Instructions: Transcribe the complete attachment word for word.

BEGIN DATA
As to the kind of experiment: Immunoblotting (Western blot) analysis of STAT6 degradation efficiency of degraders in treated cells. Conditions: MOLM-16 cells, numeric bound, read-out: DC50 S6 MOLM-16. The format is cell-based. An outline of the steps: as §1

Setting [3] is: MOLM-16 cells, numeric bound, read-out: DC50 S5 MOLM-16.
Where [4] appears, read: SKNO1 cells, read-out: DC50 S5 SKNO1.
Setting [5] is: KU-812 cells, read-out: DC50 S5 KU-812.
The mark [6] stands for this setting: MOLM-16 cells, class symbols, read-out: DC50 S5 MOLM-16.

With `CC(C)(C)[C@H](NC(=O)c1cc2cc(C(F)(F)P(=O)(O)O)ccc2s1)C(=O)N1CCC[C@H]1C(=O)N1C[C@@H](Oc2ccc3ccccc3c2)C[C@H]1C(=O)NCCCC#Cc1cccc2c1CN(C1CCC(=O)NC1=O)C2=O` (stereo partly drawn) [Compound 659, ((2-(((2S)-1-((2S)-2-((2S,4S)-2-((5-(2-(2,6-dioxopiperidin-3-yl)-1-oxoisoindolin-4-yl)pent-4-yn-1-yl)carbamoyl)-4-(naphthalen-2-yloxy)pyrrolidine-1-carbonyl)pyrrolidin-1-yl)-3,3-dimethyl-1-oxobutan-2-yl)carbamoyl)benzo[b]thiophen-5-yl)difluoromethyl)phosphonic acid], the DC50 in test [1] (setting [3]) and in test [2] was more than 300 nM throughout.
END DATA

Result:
As to the kind of experiment: Immunoblotting (Western blot) analysis of STAT6 degradation efficiency of degraders in treated cells. Conditions: MOLM-16 cells, numeric bound, read-out: DC50 S6 MOLM-16. The format is cell-based. An outline of the steps: as §1

Setting [3] is: MOLM-16 cells, numeric bound, read-out: DC50 S5 MOLM-16.
Where [4] appears, read: SKNO1 cells, read-out: DC50 S5 SKNO1.
Setting [5] is: KU-812 cells, read-out: DC50 S5 KU-812.
The mark [6] stands for this setting: MOLM-16 cells, class symbols, read-out: DC50 S5 MOLM-16.

With `CC(C)(C)[C@H](NC(=O)c1cc2cc(C(F)(F)P(=O)(O)O)ccc2s1)C(=O)N1CCC[C@H]1C(=O)N1C[C@@H](Oc2ccc3ccccc3c2)C[C@H]1C(=O)NCCCC#Cc1cccc2c1CN(C1CCC(=O)NC1=O)C2=O` (stereo partly drawn) [Compound 659, ((2-(((2S)-1-((2S)-2-((2S,4S)-2-((5-(2-(2,6-dioxopiperidin-3-yl)-1-oxoisoindolin-4-yl)pent-4-yn-1-yl)carbamoyl)-4-(naphthalen-2-yloxy)pyrrolidine-1-carbonyl)pyrrolidin-1-yl)-3,3-dimethyl-1-oxobutan-2-yl)carbamoyl)benzo[b]thiophen-5-yl)difluoromethyl)phosphonic acid], the DC50 in test [1] (setting [3]) and in test [2] was more than 300 nM throughout.